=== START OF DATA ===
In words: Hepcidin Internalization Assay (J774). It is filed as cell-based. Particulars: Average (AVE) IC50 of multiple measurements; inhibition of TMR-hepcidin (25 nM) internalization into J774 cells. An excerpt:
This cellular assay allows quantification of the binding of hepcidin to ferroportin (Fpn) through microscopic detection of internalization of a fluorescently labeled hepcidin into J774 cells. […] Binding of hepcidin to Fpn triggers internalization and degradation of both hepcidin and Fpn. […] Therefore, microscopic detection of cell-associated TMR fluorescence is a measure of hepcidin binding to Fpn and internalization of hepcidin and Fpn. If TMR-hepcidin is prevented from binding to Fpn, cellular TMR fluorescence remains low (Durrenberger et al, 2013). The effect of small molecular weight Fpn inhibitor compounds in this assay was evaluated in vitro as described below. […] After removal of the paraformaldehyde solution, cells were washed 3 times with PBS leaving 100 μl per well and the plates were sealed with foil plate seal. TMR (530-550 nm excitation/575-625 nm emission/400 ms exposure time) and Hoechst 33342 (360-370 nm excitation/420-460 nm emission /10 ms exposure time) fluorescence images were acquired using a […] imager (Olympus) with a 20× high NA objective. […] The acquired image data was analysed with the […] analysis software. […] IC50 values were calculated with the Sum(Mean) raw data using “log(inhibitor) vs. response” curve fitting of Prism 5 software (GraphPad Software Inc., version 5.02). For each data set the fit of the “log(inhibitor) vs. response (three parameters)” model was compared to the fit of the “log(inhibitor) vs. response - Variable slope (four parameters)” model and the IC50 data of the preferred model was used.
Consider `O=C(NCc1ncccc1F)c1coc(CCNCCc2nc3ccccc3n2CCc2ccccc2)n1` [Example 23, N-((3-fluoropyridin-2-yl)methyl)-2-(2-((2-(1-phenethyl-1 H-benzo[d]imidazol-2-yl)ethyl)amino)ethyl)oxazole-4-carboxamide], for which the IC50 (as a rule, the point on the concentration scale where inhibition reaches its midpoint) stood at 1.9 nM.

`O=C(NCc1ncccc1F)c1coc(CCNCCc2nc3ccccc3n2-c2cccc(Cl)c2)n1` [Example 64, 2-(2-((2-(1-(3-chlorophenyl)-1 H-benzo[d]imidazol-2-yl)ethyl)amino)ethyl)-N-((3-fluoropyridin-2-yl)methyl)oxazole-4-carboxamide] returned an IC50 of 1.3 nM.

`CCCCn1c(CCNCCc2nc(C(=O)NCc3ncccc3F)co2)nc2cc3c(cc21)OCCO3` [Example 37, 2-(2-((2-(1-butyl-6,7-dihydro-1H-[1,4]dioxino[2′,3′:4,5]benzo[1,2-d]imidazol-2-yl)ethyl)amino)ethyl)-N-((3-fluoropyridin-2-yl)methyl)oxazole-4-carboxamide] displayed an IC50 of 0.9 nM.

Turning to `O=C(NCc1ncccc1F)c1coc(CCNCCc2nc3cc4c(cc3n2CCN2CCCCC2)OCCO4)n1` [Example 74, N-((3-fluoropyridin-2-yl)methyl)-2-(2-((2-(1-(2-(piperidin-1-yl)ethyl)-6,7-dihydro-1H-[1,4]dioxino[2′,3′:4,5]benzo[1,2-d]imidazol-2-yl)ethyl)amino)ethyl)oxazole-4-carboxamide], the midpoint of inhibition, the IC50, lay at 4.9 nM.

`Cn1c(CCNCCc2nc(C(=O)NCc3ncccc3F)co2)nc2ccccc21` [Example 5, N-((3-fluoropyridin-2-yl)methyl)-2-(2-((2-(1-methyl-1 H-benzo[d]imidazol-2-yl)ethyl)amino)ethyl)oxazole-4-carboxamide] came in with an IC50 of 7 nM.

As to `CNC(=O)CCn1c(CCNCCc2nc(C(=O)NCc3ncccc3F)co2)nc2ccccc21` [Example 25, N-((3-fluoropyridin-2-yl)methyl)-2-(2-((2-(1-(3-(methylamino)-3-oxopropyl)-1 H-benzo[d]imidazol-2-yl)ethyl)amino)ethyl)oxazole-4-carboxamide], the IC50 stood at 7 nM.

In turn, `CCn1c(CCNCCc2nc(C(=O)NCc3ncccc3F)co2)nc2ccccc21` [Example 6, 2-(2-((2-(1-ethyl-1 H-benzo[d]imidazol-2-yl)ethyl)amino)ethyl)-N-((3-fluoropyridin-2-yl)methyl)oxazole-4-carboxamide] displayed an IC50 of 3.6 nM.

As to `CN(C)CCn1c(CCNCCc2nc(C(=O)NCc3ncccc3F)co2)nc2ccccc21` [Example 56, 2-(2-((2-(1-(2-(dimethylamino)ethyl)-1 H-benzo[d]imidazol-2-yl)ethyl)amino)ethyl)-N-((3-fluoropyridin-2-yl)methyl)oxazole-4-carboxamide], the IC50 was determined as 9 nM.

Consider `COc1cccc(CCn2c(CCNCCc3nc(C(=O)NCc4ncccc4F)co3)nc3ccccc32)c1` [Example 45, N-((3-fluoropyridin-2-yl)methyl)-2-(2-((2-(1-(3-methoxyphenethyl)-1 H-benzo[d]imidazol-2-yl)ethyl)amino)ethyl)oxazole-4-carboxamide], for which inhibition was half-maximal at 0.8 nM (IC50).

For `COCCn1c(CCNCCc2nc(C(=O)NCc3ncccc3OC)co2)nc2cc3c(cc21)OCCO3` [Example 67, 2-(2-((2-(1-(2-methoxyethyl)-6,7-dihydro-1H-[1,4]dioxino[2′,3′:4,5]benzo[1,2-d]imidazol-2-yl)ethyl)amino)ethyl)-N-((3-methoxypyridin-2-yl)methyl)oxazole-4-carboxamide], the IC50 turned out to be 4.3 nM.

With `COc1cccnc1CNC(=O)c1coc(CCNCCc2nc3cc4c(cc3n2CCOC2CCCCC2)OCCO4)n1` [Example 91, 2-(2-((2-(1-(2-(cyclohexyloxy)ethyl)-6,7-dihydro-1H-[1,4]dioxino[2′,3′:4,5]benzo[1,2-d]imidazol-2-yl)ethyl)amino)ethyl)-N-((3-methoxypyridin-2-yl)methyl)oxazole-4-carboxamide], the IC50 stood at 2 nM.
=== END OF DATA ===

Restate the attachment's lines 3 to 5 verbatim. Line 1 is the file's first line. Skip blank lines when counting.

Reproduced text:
Consider `O=C(NCc1ncccc1F)c1coc(CCNCCc2nc3ccccc3n2CCc2ccccc2)n1` [Example 23, N-((3-fluoropyridin-2-yl)methyl)-2-(2-((2-(1-phenethyl-1 H-benzo[d]imidazol-2-yl)ethyl)amino)ethyl)oxazole-4-carboxamide], for which the IC50 (as a rule, the point on the concentration scale where inhibition reaches its midpoint) stood at 1.9 nM.

`O=C(NCc1ncccc1F)c1coc(CCNCCc2nc3ccccc3n2-c2cccc(Cl)c2)n1` [Example 64, 2-(2-((2-(1-(3-chlorophenyl)-1 H-benzo[d]imidazol-2-yl)ethyl)amino)ethyl)-N-((3-fluoropyridin-2-yl)methyl)oxazole-4-carboxamide] returned an IC50 of 1.3 nM.

`CCCCn1c(CCNCCc2nc(C(=O)NCc3ncccc3F)co2)nc2cc3c(cc21)OCCO3` [Example 37, 2-(2-((2-(1-butyl-6,7-dihydro-1H-[1,4]dioxino[2′,3′:4,5]benzo[1,2-d]imidazol-2-yl)ethyl)amino)ethyl)-N-((3-fluoropyridin-2-yl)methyl)oxazole-4-carboxamide] displayed an IC50 of 0.9 nM.